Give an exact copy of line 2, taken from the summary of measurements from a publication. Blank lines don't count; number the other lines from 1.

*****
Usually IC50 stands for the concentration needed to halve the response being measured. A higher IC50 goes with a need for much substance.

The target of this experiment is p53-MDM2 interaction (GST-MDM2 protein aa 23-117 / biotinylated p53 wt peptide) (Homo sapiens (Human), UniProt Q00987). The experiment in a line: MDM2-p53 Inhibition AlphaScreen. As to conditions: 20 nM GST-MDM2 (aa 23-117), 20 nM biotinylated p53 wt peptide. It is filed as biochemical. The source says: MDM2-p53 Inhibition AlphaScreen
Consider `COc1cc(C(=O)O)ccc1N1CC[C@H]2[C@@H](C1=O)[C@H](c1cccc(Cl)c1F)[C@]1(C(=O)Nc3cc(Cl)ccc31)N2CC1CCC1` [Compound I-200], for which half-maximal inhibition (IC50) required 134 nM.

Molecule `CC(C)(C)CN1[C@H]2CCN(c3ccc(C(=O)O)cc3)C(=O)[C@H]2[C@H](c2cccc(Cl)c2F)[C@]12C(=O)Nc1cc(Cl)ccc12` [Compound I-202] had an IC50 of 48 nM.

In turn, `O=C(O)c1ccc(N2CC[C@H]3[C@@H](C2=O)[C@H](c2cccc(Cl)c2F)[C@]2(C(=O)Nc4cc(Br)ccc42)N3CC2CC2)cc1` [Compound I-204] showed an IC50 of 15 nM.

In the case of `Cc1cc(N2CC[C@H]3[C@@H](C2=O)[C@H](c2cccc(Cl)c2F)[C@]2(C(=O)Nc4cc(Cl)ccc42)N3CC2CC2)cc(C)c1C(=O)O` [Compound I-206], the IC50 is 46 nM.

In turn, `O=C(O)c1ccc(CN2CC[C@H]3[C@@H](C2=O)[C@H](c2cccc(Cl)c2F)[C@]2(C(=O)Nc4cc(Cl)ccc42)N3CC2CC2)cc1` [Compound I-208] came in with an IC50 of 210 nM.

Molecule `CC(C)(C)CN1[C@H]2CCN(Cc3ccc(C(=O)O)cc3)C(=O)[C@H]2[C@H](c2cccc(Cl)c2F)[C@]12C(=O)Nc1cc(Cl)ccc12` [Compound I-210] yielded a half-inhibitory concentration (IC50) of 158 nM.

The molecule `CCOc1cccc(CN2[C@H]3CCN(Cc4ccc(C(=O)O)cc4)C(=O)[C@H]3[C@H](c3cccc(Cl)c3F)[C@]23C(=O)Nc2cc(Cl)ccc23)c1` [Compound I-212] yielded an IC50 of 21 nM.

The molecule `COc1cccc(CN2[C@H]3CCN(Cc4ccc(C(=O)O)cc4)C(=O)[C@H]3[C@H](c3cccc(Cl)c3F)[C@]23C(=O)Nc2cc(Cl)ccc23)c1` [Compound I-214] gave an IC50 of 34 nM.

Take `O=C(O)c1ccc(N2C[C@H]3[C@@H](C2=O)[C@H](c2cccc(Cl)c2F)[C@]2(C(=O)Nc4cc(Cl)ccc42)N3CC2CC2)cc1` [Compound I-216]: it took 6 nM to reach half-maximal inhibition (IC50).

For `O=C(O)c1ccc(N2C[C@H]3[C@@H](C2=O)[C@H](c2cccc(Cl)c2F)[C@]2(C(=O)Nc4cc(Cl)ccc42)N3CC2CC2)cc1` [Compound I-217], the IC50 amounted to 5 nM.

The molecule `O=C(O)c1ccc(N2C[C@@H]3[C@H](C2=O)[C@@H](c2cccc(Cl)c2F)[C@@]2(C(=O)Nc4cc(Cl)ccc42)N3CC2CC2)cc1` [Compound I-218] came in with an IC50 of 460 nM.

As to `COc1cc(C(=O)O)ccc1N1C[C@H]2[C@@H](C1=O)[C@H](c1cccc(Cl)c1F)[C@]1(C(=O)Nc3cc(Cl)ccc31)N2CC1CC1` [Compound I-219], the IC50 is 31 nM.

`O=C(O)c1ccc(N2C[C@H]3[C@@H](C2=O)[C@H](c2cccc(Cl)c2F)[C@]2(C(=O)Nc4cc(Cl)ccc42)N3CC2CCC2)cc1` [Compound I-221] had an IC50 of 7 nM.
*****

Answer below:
The target of this experiment is p53-MDM2 interaction (GST-MDM2 protein aa 23-117 / biotinylated p53 wt peptide) (Homo sapiens (Human), UniProt Q00987). The experiment in a line: MDM2-p53 Inhibition AlphaScreen. As to conditions: 20 nM GST-MDM2 (aa 23-117), 20 nM biotinylated p53 wt peptide. It is filed as biochemical. The source says: MDM2-p53 Inhibition AlphaScreen